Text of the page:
The phrase “coming out” is problematic in many ways. It implies there is a norm, and people who do not identify as straight are viewed as having broken away from this “norm”. This phrase is particularly problematic when you’re bisexual. How far out must one come? And where am I coming out to? Depending on which gender I feel more drawn towards, must my head be over one line more than another? These grey areas are also present in the attitudes of others. Homophobia is a big word, and one that shouldn’t be thrown around lightly. But what about the otherwise nice people who lack understanding?
I’m still trying to imagine what my Dad’s exact thoughts were when I told him I had a girlfriend. I said it just as we arrived at the train station, where he was dropping me off. “I’m in a relationship… but it’s with a girl.” In the next few moments, I watched his face explore every realm of emotion, before it steadied into a resounding non-ness, and he replied, “Well, everyone has a path they think they need to travel.” We didn’t talk for about 6 weeks after that.
Over the next few days, I was engrossed in the intricacies of the word “think”, combined with the plethora of facial expressions, and what this meant. Finally, I asked him to call on the day I finished my exams. I had been convincing myself that it was my own paranoia making me believe his silence was a reaction to my “news”. Really, he was busy at work, or feeling a bit awkward because I’d shared something that could be perceived as quite intimate – all this, I could reason with. Telling him that I had a girlfriend felt like shouting “I have sex with women!!!!!!” loudly and very close to his ear.
The point is that I, naïvely, believed he would be completely okay with it. I picked up the phone, ready to evade the topic and normalise any distance felt from our extended period of not talking, and he responded with a list of sentences that I still reel off in my head: I’m obviously worried about you. You’re not gay. You don’t look gay. I’ve seen nothing that makes you look like you’re gay.
Coming out of my Dad’s mouth were statements I associated with people who I considered highly ignorant. The opinions were homophobic. But this someone wasn’t a person I had overheard in the street, or a friend’s friend. It was my Dad. “People only change their sexuality in extreme situations, such as prison.” Where had he learnt this? The person I’d spent the first 18 years of my life with – I was shocked.
I was born and raised in Manchester, with its Pride flag proudly flying from Portland Street. “Gay” wasn’t shocking to me, nor was it strange or curious or far away. It was pretty normal. I’d spoken to my Dad about gay rights; his friends who live on our street happen to be a lesbian couple. He’d told me about friends struggling with telling their parents they were gay. He taught me to treat people well and equally. So, where was this Dad? Didn’t he raise me? As much I was angry, and felt “he doesn’t even deserve to hear from me!” I couldn’t leave things stagnant, and I owed it to myself, my relationship, and my Dad, to try to understand his point of view. Moreover, I just couldn’t bear him walking the streets harbouring these views.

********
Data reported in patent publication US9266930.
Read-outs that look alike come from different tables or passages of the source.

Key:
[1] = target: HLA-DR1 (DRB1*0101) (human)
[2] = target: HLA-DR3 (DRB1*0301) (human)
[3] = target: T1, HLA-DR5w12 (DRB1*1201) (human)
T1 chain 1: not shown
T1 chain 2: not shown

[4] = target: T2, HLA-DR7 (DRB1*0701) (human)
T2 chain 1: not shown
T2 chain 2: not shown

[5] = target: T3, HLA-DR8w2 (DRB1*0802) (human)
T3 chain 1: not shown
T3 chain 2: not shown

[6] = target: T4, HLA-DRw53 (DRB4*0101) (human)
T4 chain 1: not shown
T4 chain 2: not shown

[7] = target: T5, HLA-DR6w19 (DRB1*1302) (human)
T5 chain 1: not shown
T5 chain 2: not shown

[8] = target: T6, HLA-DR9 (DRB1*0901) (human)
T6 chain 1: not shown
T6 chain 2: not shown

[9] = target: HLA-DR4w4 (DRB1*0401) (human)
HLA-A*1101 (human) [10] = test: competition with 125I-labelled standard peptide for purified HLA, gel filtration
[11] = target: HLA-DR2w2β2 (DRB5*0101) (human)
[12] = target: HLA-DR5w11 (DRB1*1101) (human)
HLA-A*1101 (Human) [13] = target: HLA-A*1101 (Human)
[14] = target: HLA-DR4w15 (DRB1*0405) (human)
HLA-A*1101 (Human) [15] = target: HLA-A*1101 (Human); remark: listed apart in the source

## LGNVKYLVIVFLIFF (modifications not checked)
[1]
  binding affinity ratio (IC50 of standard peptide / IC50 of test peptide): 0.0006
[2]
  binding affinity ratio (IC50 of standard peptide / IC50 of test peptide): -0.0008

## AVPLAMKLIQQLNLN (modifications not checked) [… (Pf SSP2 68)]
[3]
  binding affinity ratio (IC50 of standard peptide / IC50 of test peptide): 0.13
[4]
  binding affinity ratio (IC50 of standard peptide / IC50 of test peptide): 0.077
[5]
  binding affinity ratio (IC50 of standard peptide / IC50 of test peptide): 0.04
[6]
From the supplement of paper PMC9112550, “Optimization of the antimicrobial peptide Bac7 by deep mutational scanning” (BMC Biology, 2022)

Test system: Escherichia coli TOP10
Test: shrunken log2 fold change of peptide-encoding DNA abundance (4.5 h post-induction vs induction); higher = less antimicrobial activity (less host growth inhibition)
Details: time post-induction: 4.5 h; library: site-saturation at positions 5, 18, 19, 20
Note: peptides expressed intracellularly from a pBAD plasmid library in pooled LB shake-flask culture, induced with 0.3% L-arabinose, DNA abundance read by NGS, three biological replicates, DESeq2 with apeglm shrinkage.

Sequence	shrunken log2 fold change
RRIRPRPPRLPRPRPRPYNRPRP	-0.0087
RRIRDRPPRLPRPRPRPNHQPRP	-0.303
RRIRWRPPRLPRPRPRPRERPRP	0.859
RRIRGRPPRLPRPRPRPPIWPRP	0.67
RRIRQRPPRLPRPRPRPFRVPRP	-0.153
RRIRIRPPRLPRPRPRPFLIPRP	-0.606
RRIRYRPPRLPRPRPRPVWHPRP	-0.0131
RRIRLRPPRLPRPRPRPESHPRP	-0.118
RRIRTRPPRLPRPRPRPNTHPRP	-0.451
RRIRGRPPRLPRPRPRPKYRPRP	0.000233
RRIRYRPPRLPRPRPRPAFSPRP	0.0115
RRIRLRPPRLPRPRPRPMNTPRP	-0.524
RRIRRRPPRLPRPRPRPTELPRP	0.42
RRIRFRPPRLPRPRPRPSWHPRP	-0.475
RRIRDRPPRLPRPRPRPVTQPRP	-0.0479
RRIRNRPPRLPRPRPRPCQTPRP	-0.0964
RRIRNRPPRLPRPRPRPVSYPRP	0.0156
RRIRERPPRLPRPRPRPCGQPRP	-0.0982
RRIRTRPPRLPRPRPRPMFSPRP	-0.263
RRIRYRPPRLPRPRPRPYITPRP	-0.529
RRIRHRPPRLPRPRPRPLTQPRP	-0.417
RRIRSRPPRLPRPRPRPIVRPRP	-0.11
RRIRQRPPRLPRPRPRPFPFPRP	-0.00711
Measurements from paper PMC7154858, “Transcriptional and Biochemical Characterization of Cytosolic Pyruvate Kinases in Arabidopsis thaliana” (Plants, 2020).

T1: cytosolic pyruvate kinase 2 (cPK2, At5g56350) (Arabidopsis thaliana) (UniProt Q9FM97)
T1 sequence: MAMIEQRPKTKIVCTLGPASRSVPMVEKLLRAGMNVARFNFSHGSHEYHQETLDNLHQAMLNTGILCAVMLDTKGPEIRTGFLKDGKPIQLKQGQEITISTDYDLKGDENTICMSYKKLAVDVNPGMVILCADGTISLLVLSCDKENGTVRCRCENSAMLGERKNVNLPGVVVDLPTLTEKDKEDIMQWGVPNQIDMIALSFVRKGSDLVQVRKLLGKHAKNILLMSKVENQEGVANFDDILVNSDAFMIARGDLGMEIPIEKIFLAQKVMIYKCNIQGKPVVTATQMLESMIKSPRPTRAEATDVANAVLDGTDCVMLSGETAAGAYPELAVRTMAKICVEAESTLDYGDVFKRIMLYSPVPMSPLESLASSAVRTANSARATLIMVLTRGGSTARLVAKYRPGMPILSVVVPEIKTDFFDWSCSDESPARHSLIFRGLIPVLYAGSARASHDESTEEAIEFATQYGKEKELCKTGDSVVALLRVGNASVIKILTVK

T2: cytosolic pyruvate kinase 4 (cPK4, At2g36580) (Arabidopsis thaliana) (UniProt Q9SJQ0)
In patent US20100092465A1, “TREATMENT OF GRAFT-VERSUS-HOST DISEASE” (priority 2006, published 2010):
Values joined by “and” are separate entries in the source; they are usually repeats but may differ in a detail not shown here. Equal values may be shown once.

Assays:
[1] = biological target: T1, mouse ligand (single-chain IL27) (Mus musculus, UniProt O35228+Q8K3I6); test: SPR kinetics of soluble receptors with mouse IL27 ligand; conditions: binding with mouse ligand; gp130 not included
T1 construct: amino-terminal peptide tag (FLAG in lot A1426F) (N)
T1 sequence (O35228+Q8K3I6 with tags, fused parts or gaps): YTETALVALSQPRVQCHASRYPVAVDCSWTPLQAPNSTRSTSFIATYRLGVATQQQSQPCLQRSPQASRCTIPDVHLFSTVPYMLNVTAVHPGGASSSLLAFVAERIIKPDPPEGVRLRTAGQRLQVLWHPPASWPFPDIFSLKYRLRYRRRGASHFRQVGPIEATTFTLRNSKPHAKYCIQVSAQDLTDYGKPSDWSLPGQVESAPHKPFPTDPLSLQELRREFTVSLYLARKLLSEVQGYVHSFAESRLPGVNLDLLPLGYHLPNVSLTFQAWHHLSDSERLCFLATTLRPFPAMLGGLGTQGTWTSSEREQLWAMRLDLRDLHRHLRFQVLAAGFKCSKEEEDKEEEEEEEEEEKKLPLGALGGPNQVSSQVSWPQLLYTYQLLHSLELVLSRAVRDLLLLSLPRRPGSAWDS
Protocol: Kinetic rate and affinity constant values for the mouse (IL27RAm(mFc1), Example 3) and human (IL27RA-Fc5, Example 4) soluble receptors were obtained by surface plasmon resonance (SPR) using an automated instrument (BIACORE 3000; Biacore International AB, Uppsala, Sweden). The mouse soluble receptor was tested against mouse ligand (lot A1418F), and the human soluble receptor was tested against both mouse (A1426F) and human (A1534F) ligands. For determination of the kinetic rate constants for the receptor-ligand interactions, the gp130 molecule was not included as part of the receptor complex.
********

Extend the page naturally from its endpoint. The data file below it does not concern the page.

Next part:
Humans love labels. It makes the world intelligible, and I think my Dad loves this possibility of intelligibility. What was most frustrating was that everything he was saying to me was not from a place of malice, it was love. In his eyes, a happy life was “normal’” and a normal, happy life was an easy life. For him, this meant university, job, marriage – between man and wife. To my Dad, experimenting with sexuality was synonymous with frighteningly alternative lifestyles that only unhappy and unstable people engaged with. Aside from being offended for all humans everywhere, this was a sorry case of misunderstanding. He was also worried about how other people would receive me. Admittedly, I live in a bubble of liberal students who often possess intentions to ‘experiment’ with sexuality (and many other things). It is, to an extent, one of the better places to be LGBTQ in the world, so why should I not enjoy it?
My Dad is not a hateful person, I am sure of that. But his world is different to mine. To me, his world has less. People should be allowed flourish in a way that makes them happy, and I believe this flourishing gives colour and beauty, which is essential. I am still navigating this with my Dad, but I am happy I told him. I only hope that the conversation with him is an evolving one, and I can successfully take his hand into my world.
Words: Ellen Miller
Image: Charlie Belle-Shaw